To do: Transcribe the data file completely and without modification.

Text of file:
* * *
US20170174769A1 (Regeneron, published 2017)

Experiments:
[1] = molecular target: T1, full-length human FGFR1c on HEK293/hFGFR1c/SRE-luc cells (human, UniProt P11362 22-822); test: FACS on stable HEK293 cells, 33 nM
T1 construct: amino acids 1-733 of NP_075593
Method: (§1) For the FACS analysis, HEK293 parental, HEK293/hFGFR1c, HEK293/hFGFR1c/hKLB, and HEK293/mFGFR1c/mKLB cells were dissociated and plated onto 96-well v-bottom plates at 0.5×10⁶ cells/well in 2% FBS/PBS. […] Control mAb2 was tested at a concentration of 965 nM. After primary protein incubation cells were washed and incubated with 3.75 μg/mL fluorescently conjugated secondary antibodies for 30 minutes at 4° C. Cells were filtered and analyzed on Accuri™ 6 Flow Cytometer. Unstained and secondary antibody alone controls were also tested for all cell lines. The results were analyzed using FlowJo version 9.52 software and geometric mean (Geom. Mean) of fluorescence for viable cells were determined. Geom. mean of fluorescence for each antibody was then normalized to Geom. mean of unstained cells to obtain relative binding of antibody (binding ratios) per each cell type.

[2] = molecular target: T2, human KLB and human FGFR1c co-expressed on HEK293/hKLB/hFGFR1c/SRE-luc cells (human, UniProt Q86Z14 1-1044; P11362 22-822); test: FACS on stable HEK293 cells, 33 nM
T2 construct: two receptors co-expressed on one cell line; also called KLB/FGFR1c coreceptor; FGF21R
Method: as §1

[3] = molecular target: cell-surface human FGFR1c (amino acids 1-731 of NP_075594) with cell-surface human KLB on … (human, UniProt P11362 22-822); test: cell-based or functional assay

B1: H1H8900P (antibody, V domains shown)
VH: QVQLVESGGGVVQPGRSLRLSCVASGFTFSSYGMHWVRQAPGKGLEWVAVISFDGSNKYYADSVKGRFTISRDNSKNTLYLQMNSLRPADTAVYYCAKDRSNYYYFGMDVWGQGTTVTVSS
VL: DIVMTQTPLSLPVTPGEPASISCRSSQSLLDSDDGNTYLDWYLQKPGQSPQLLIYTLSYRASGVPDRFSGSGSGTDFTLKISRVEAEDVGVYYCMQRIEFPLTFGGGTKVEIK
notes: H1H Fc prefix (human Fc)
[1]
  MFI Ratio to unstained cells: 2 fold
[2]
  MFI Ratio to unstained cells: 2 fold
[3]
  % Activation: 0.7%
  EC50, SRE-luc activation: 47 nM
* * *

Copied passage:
US20170174769A1 (Regeneron, published 2017)

Experiments:
[1] = molecular target: T1, full-length human FGFR1c on HEK293/hFGFR1c/SRE-luc cells (human, UniProt P11362 22-822); test: FACS on stable HEK293 cells, 33 nM
T1 construct: amino acids 1-733 of NP_075593
Method: (§1) For the FACS analysis, HEK293 parental, HEK293/hFGFR1c, HEK293/hFGFR1c/hKLB, and HEK293/mFGFR1c/mKLB cells were dissociated and plated onto 96-well v-bottom plates at 0.5×10⁶ cells/well in 2% FBS/PBS. […] Control mAb2 was tested at a concentration of 965 nM. After primary protein incubation cells were washed and incubated with 3.75 μg/mL fluorescently conjugated secondary antibodies for 30 minutes at 4° C. Cells were filtered and analyzed on Accuri™ 6 Flow Cytometer. Unstained and secondary antibody alone controls were also tested for all cell lines. The results were analyzed using FlowJo version 9.52 software and geometric mean (Geom. Mean) of fluorescence for viable cells were determined. Geom. mean of fluorescence for each antibody was then normalized to Geom. mean of unstained cells to obtain relative binding of antibody (binding ratios) per each cell type.

[2] = molecular target: T2, human KLB and human FGFR1c co-expressed on HEK293/hKLB/hFGFR1c/SRE-luc cells (human, UniProt Q86Z14 1-1044; P11362 22-822); test: FACS on stable HEK293 cells, 33 nM
T2 construct: two receptors co-expressed on one cell line; also called KLB/FGFR1c coreceptor; FGF21R
Method: as §1

[3] = molecular target: cell-surface human FGFR1c (amino acids 1-731 of NP_075594) with cell-surface human KLB on … (human, UniProt P11362 22-822); test: cell-based or functional assay

B1: H1H8900P (antibody, V domains shown)
VH: QVQLVESGGGVVQPGRSLRLSCVASGFTFSSYGMHWVRQAPGKGLEWVAVISFDGSNKYYADSVKGRFTISRDNSKNTLYLQMNSLRPADTAVYYCAKDRSNYYYFGMDVWGQGTTVTVSS
VL: DIVMTQTPLSLPVTPGEPASISCRSSQSLLDSDDGNTYLDWYLQKPGQSPQLLIYTLSYRASGVPDRFSGSGSGTDFTLKISRVEAEDVGVYYCMQRIEFPLTFGGGTKVEIK
notes: H1H Fc prefix (human Fc)
[1]
  MFI Ratio to unstained cells: 2 fold
[2]
  MFI Ratio to unstained cells: 2 fold
[3]
  % Activation: 0.7%
  EC50, SRE-luc activation: 47 nM